The Telegraph — Refugee camps on Greece’s Aegean islands are “bursting at the seams”, a British aid organisation has warned.
Since the Balkan route from Greece to northern Europe was shut down in March after the arrival of a million migrants and refugees, around 57,000 of them have been left stranded in Greece.
They are living in limbo, accommodated in tents and buildings in former Olympic sites, abandoned military airfields and other locations around the country.
Living conditions are rough, food is often inadequate and thousands of children, many of them Syrians who fled the war, are missing out on their schooling.
Of the 57,000 stuck in Greece, around 10,300 are living in camps on a string of islands close to the coast of Turkey – where they arrived in recent months after paying smugglers to ferry them across the sea.
The facilities on the islands of Lesbos, Chios and Samos are now “bursting at the seams” and dangerously overcrowded, according to Save the Children.
Among the 10,000 held on the islands in closed camps, around 3,800 are children. They face “demoralising and unsafe conditions,” according to the British charity.
Under a deal struck between the EU and Ankara, people who arrived on the islands after March 20 are meant to be sent back to Turkey, but so far less than 500 have been returned, and they were people who chose not to lodge asylum applications.
The others have to wait while the overwhelmed Greek authorities record all their details and make a formal ruling on their status – a monumental task given the number of people involved and the different languages they speak.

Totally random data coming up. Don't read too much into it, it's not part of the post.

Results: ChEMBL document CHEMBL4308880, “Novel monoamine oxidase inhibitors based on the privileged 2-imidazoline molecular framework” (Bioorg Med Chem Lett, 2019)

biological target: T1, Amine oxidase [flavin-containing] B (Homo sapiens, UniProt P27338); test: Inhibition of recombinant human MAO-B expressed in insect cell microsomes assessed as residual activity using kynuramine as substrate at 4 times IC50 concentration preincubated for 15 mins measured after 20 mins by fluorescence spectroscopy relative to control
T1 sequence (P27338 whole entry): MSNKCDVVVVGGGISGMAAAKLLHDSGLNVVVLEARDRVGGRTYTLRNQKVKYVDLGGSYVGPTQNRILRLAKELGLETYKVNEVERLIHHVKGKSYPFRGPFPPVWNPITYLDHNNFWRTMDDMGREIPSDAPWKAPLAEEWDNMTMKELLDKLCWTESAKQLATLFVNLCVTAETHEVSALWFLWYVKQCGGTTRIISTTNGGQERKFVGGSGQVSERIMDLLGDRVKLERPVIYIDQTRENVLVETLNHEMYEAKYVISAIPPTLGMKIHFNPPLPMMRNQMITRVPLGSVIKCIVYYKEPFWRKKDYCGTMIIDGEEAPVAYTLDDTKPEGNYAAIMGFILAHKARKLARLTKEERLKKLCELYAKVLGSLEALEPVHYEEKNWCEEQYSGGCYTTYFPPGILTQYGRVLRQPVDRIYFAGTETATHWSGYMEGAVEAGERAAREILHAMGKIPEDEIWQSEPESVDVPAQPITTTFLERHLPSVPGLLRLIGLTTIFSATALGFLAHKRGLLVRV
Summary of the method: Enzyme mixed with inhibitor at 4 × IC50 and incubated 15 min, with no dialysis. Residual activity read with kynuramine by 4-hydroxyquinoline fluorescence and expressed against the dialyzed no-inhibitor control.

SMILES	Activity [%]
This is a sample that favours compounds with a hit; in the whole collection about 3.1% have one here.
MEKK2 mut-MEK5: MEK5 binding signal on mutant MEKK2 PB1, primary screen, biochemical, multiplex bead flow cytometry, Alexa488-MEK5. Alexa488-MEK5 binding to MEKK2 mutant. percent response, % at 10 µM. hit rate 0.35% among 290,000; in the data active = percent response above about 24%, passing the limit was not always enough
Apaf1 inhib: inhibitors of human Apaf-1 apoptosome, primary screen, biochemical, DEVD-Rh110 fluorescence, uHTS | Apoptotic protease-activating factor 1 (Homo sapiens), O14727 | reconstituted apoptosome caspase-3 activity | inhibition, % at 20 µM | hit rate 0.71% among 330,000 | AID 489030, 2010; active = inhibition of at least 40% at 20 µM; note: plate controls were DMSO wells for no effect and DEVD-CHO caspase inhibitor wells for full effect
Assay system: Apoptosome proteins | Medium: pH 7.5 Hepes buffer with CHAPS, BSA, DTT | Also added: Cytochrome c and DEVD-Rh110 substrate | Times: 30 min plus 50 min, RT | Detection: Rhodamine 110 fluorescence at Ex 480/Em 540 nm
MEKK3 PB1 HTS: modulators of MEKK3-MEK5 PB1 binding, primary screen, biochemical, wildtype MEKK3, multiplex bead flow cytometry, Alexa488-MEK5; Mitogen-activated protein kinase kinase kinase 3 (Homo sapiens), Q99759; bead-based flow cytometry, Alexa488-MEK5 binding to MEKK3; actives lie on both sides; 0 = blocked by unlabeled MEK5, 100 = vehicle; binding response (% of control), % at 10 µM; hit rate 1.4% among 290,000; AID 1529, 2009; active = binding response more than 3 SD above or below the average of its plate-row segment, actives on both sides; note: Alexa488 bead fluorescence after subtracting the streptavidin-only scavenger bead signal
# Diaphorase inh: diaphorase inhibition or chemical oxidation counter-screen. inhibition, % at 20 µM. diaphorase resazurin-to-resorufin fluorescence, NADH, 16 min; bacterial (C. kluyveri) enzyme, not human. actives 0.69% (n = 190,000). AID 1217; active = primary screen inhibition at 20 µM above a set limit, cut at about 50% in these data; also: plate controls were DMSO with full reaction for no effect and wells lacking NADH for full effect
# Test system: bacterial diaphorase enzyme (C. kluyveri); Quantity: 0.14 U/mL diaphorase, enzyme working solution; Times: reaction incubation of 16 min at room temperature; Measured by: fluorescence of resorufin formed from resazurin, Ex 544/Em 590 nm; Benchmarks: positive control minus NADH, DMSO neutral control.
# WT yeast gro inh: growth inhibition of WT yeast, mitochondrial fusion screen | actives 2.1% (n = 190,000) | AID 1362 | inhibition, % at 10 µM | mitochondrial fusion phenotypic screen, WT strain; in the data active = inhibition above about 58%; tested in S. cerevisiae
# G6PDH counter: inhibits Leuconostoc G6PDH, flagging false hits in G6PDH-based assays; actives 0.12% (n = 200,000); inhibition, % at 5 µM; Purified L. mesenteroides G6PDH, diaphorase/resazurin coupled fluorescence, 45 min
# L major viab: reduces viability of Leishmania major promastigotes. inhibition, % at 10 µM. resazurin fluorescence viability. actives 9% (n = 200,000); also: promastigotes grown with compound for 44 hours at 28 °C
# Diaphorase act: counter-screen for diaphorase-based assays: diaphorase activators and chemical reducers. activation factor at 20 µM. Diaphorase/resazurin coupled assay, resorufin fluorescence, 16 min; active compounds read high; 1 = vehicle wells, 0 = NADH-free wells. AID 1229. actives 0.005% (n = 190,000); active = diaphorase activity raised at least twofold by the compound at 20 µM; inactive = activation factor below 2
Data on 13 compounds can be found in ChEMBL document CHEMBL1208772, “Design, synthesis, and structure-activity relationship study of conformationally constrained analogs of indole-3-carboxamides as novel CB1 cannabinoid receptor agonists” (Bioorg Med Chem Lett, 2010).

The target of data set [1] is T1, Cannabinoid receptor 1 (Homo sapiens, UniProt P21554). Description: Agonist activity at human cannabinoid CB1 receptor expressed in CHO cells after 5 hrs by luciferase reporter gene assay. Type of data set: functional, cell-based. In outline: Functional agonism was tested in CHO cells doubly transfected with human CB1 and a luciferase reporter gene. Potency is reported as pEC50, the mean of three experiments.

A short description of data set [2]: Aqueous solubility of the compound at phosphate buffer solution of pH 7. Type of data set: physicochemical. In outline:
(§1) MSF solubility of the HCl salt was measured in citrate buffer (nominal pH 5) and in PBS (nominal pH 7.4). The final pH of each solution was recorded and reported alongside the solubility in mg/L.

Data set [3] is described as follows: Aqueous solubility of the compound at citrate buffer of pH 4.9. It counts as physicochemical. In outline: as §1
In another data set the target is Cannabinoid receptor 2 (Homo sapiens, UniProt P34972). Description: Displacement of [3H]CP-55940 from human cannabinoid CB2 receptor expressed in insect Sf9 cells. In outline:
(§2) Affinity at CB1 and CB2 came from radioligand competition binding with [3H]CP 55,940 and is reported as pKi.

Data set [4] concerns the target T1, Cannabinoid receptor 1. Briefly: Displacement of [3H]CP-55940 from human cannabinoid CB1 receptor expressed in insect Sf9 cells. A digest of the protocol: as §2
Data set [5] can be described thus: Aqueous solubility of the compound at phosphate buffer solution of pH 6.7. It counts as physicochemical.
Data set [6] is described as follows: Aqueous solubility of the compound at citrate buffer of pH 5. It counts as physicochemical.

As the Greeks struggle to contain the situation, the number of refugees and migrants arriving from Turkey is picking up. The numbers are nowhere near as large as they once were – up to 4,000 arrived on the Aegean islands each day at the height of the crisis – but they are still putting the facilities under strain.
While 560 refugees arrived on the islands in the first two weeks of July, in the first two weeks of August that number jumped to nearly 1,400.
“We’re nearly back at square one. As the number of arrivals creeps up again, we’re starting to see scenes reminiscent of last summer. Except this time, most asylum seekers are unable to continue their journeys, and are trapped on the islands, in overcrowded facilities, and under the blazing sun,” said Katie Dimmer, Save the Children’s director of operations in Greece.
“Mothers with small babies are being forced to sleep on the ground in make-shift tents, children and breastfeeding women are suffering from dehydration due to water shortages in some camps, and tensions are increasing as basic services, such as toilets and showers, are stretched.”
Save the Children called on the EU to provide the Greek authorities with more resources so that they can speed up the painfully slow process of asylum claims being heard.
Under a grand EU plan announced earlier this year, tens of thousands of genuine refugees are supposed to be given asylum and resettled in other European countries.
But very little progress has been made and refugees are despairing as they wait months to find out whether their asylum requests will be granted.
“Processing of asylum claims is moving at a snail’s pace and most people are not allowed to leave the islands until their claim has been reviewed,” said the charity.
Anger and frustration among migrants and refugees is also boiling over in France. A fight which broke out in a migrant camp near Dunkirk on Monday night left two men with gunshot wounds.
The confrontation took place in the Grand-Synthe migrant camp, which is on the road between Dunkirk and Calais. It houses about 800 migrants, most of them from the Middle East and North Africa